December 21, 2016

Race and Policing Issues Spark Controversy; “Embrace Reform,” Seattle Police Chief Urges

Calling on police departments to “embrace reform,” Seattle Police Chief Kathleen O’Toole emphasized how her priorities had changed completely in her 35 years in law enforcement. “Everybody wants to talk about guns and drugs, and, yes, we need to talk about crime and crime rates, but my most complicated issue right now is first of all equity and social justice in our policing, in our community. And also it’s the intersection of public safety and public health.” 

Speaking at an all-day policy forum held earlier this month at the Woodrow Wilson School of Public and International Affairs, Ms. O’Toole noted the paramount need for trust between police and their communities, along with multi-disciplinary efforts, new training and new policies. “And my number one priority,” she said, “is focusing on the next generation and the relationship between our children and our police. Because if we are going to succeed we need the trust of our community. Without that trust we as police will fail. And the best place to start is with the next generation, so that’s my number one priority right now.”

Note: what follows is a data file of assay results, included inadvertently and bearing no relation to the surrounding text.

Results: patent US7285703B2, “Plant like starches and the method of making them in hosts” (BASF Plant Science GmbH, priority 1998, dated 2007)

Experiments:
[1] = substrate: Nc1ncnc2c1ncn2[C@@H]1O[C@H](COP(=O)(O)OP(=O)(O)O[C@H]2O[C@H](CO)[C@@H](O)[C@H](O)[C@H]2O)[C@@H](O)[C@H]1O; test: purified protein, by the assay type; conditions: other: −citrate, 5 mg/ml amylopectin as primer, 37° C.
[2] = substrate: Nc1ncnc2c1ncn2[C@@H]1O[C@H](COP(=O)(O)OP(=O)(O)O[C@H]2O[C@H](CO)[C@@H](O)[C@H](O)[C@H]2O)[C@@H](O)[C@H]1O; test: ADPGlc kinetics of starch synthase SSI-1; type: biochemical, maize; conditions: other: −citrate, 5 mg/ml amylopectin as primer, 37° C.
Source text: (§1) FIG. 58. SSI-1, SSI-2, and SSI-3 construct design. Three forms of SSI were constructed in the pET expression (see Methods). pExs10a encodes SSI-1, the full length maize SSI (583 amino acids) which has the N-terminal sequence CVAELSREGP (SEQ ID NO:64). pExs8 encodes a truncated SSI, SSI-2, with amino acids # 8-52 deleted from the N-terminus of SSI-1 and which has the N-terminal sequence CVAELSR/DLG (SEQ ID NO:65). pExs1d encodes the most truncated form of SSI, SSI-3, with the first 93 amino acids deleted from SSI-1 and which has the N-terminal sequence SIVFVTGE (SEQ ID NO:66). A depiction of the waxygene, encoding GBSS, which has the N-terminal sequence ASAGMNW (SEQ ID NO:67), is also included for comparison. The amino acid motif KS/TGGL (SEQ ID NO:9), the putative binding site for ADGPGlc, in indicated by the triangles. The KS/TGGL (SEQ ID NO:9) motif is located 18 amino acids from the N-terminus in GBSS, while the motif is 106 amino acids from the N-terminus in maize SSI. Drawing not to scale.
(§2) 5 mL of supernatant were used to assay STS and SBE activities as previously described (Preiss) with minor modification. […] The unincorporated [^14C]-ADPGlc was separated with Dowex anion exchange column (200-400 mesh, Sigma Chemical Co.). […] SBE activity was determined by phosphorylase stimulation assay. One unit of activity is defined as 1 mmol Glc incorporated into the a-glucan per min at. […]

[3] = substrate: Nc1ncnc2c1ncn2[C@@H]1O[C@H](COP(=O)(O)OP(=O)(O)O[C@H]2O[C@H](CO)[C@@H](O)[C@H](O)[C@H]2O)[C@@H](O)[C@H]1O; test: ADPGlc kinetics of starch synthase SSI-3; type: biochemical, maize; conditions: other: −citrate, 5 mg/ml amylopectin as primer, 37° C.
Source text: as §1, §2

More than two years after the shooting of Michael Brown in Ferguson, Missouri, law enforcement and government officials, scholars, student leaders and community members gathered to address the issue of “Racial Justice and Policing in America.” The sessions focused on policing, community relations, accountability, racial justice, profiling, human rights and effective law enforcement.